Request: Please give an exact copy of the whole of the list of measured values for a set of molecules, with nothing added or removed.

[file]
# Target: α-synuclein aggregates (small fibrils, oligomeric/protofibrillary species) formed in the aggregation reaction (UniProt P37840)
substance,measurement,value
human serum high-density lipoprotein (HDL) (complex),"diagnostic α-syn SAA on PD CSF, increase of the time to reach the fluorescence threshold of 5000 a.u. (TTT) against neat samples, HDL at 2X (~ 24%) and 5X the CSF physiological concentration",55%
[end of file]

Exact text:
# Target: α-synuclein aggregates (small fibrils, oligomeric/protofibrillary species) formed in the aggregation reaction (UniProt P37840)
substance,measurement,value
human serum high-density lipoprotein (HDL) (complex),"diagnostic α-syn SAA on PD CSF, increase of the time to reach the fluorescence threshold of 5000 a.u. (TTT) against neat samples, HDL at 2X (~ 24%) and 5X the CSF physiological concentration",55%